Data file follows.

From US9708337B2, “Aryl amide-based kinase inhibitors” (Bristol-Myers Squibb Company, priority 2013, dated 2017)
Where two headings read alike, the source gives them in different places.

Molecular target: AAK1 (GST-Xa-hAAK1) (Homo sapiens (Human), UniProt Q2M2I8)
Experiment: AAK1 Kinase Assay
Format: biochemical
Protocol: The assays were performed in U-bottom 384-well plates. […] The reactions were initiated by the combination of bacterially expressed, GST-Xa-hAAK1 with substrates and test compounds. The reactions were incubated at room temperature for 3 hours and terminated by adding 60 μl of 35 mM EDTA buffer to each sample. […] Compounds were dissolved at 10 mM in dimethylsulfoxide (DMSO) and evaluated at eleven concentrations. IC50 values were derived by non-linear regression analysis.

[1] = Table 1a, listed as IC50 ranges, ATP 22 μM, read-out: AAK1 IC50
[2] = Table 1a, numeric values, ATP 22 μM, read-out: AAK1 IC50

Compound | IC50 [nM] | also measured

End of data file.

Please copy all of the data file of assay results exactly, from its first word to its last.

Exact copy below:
From US9708337B2, “Aryl amide-based kinase inhibitors” (Bristol-Myers Squibb Company, priority 2013, dated 2017)
Where two headings read alike, the source gives them in different places.

Molecular target: AAK1 (GST-Xa-hAAK1) (Homo sapiens (Human), UniProt Q2M2I8)
Experiment: AAK1 Kinase Assay
Format: biochemical
Protocol: The assays were performed in U-bottom 384-well plates. […] The reactions were initiated by the combination of bacterially expressed, GST-Xa-hAAK1 with substrates and test compounds. The reactions were incubated at room temperature for 3 hours and terminated by adding 60 μl of 35 mM EDTA buffer to each sample. […] Compounds were dissolved at 10 mM in dimethylsulfoxide (DMSO) and evaluated at eleven concentrations. IC50 values were derived by non-linear regression analysis.

[1] = Table 1a, listed as IC50 ranges, ATP 22 μM, read-out: AAK1 IC50
[2] = Table 1a, numeric values, ATP 22 μM, read-out: AAK1 IC50

Compound | IC50 [nM] | also measured